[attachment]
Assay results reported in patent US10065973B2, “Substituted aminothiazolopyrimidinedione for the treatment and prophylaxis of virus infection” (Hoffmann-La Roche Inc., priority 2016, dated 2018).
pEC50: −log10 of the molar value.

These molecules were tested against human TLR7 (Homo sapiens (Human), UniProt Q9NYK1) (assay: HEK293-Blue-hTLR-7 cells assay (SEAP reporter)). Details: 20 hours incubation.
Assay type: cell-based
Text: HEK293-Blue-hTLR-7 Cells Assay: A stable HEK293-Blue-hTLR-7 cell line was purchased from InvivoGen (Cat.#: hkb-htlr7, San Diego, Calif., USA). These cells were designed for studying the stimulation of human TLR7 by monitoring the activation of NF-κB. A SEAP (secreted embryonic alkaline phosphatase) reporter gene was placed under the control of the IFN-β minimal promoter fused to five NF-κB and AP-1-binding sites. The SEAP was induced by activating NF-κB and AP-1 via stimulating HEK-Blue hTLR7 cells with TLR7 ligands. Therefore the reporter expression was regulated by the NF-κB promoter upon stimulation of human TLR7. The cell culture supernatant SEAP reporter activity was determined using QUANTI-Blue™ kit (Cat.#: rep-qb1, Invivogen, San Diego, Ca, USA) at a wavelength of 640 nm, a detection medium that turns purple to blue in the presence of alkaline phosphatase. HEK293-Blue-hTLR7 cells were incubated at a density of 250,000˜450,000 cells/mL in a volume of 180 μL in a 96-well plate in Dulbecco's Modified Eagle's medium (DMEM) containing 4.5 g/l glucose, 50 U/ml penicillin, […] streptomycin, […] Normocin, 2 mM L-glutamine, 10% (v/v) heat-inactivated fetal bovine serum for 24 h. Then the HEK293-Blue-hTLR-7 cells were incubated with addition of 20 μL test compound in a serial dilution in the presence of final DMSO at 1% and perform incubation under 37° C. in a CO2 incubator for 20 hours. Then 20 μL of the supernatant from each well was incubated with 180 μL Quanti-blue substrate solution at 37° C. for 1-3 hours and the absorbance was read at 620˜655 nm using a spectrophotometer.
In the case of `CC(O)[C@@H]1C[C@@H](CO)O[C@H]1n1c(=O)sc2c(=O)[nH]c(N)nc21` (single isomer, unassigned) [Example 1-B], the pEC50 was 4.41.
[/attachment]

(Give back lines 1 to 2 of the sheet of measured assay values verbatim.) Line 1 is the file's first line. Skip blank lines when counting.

Assay results reported in patent US10065973B2, “Substituted aminothiazolopyrimidinedione for the treatment and prophylaxis of virus infection” (Hoffmann-La Roche Inc., priority 2016, dated 2018).
pEC50: −log10 of the molar value.